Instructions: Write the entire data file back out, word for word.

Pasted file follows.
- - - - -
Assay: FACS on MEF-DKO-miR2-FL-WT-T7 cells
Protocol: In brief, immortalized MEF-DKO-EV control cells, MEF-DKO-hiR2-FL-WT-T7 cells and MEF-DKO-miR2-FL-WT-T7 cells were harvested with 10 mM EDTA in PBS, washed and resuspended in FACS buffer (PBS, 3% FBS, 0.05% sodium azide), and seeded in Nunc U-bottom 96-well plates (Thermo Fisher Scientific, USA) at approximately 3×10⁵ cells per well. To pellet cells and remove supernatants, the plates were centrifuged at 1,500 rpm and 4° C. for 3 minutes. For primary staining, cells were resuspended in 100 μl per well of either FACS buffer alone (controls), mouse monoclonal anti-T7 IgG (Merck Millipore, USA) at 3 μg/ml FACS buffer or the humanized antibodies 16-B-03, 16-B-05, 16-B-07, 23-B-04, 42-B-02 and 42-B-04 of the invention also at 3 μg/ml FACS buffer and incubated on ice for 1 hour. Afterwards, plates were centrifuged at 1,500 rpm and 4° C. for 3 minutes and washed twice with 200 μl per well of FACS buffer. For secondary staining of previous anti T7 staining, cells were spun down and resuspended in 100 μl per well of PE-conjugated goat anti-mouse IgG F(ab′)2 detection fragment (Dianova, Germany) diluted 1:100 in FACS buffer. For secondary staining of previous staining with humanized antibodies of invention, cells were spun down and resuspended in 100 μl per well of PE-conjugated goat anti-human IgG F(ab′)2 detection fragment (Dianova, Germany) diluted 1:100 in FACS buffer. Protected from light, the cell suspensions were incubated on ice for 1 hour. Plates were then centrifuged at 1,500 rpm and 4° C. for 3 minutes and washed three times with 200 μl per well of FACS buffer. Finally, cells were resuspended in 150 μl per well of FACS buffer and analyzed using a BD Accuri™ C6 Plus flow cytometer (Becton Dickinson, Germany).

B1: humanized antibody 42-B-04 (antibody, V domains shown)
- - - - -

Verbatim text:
Assay: FACS on MEF-DKO-miR2-FL-WT-T7 cells
Protocol: In brief, immortalized MEF-DKO-EV control cells, MEF-DKO-hiR2-FL-WT-T7 cells and MEF-DKO-miR2-FL-WT-T7 cells were harvested with 10 mM EDTA in PBS, washed and resuspended in FACS buffer (PBS, 3% FBS, 0.05% sodium azide), and seeded in Nunc U-bottom 96-well plates (Thermo Fisher Scientific, USA) at approximately 3×10⁵ cells per well. To pellet cells and remove supernatants, the plates were centrifuged at 1,500 rpm and 4° C. for 3 minutes. For primary staining, cells were resuspended in 100 μl per well of either FACS buffer alone (controls), mouse monoclonal anti-T7 IgG (Merck Millipore, USA) at 3 μg/ml FACS buffer or the humanized antibodies 16-B-03, 16-B-05, 16-B-07, 23-B-04, 42-B-02 and 42-B-04 of the invention also at 3 μg/ml FACS buffer and incubated on ice for 1 hour. Afterwards, plates were centrifuged at 1,500 rpm and 4° C. for 3 minutes and washed twice with 200 μl per well of FACS buffer. For secondary staining of previous anti T7 staining, cells were spun down and resuspended in 100 μl per well of PE-conjugated goat anti-mouse IgG F(ab′)2 detection fragment (Dianova, Germany) diluted 1:100 in FACS buffer. For secondary staining of previous staining with humanized antibodies of invention, cells were spun down and resuspended in 100 μl per well of PE-conjugated goat anti-human IgG F(ab′)2 detection fragment (Dianova, Germany) diluted 1:100 in FACS buffer. Protected from light, the cell suspensions were incubated on ice for 1 hour. Plates were then centrifuged at 1,500 rpm and 4° C. for 3 minutes and washed three times with 200 μl per well of FACS buffer. Finally, cells were resuspended in 150 μl per well of FACS buffer and analyzed using a BD Accuri™ C6 Plus flow cytometer (Becton Dickinson, Germany).

B1: humanized antibody 42-B-04 (antibody, V domains shown)